In this day and age, we can make mincemeat of the Sixth and Eighth Amendments pertaining to fair trials and prohibitions against cruel and unusual punishment. Former House Speaker Newt Gingrich insisted recently that free speech should have an “on-off button.” Our own Sen. Orrin Hatch threatens perpetually to rewrite the First Amendment for idolatry of the U.S. flag. Meanwhile, the Second Amendment, we can rest assured, will never be spindled, chipped, dented or scratched'never mind so much as even slightly altered or changed. In fact, the Second Amendment might well be the one aspect of our Constitution we’re most eager about exporting. Past National Rifle Association President Charlton Heston bragged to the Oxford Union that he was safer stepping off a plane into Los Angeles than walking the streets of London, then charged the British with “cultural cowardice” for their restrictions on gun ownership. But America’s love affair with guns fits perfectly with one of our most enduring national characteristics, that of complete overkill in approaching problems. The terrorist attacks of 9/11 might have been prevented if our intelligence agencies had been more forthright about sharing information and taking al-Qaeda’s threats seriously following its attacks on U.S. interests abroad. Instead, we conclude that preventing terrorist attacks requires invading a foreign country and attempting to remake an entire region of the world.

nn

With some $20 million in its campaign war chest, it almost seems a minor miracle that the NRA hasn’t expanded “the right of the people to keep and bear arms” into the realm of grenade launchers, flame throwers, tanks, fighter jets or even nuclear warheads and intercontinental ballistic missiles.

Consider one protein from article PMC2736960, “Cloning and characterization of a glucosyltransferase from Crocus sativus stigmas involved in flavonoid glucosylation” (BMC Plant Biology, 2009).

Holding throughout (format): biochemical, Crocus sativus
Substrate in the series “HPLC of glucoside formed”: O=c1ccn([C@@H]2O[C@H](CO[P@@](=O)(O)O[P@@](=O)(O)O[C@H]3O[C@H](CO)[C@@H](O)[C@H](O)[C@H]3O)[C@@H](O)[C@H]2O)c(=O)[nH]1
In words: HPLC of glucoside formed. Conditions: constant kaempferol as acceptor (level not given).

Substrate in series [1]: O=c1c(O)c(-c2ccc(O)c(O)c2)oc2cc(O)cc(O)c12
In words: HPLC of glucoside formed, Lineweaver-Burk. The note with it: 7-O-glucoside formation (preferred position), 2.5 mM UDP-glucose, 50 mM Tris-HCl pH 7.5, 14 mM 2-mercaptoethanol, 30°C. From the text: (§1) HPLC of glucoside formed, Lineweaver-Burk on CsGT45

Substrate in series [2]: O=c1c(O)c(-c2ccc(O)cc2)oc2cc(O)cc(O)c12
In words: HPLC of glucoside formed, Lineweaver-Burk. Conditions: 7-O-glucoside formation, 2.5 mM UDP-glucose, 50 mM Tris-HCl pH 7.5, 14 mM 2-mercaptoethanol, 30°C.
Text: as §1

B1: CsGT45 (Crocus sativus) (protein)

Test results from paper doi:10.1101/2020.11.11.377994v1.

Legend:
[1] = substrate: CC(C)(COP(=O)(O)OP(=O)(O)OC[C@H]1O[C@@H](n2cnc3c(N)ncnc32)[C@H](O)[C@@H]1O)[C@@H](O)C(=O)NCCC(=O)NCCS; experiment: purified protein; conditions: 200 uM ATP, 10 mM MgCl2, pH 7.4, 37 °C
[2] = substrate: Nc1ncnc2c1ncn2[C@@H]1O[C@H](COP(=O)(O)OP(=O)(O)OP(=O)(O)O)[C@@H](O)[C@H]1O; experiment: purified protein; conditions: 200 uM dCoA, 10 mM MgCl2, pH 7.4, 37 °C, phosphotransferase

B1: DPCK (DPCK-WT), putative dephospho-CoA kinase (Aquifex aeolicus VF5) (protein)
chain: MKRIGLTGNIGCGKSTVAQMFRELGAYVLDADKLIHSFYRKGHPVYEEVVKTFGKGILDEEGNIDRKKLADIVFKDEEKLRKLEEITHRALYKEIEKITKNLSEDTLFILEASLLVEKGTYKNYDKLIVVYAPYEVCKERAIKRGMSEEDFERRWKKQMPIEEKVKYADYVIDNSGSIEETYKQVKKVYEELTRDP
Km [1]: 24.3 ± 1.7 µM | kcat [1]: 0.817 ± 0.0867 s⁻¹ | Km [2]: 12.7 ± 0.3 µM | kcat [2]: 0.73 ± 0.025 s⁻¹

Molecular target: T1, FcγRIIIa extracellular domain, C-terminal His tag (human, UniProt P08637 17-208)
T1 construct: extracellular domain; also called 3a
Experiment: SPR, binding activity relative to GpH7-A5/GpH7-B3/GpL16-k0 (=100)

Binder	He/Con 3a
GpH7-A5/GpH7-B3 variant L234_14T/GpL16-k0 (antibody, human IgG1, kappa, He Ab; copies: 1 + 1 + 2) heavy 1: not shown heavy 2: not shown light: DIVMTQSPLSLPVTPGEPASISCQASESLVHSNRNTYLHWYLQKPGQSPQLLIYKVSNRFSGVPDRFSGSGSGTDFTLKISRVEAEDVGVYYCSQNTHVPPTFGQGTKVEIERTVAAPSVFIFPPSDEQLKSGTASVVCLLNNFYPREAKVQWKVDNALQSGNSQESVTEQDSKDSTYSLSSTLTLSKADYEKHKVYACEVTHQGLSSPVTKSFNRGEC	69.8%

nn

Utah’s obsession with “the equalizer” is nothing if not amusing. In the past, we had gun-rights groups arguing that the state was obligated to provide them with special gun lockers outside of 2002 Winter Games venues, as well as court buildings. Imagine the lively exchange of fire after people emptied their gun lockers following a judge’s decision in a tenant-landlord dispute, not to mention a divorce hearing. Not even houses of worship are safe. Unless, that is, they place signs outside their doors asking that attendees leave their weaponry at home. There’s a special kind of gun nut who holds victims responsible for whatever crime befalls them. “If only every Amish in Pennsylvania carried a gun,” they say. “Those five girls would never have been shot to death.” What kind of handgun would Jesus pack?

nn

There’s nothing wrong, necessarily, about learning algebra from a teacher carrying a 9 mm. There’s nothing too distressing about sitting next to a fellow student in class who likes the feel of a Smith and Wesson tickling his ribs. But what if hidden handguns become the pulse of everyday life in Utah?

nn

“Who’s packing?” we ask. “Well, we don’t know, because those packing keep their weapons hidden.”

nn

“Well, then,” we think. “Maybe I should start packing, too. After all, what kind of fool am I to walk around without a gun if anyone else could have one as well?”

nn

We see this same cycle occurring even now on the world stage. The United States, Israel and France have nuclear weapons? Well, then, what’s so bad about Iran having nuclear weapons?

nn

As gun ownership mounts, so, too, does a sense of collective fear, the sense that anyone walking down the street represents a ravaging beast, the sense that everything, anywhere at any time, could change for any reason with the draw of a gun. Like it or not, here in Utah, that’s what we call a feeling of safety.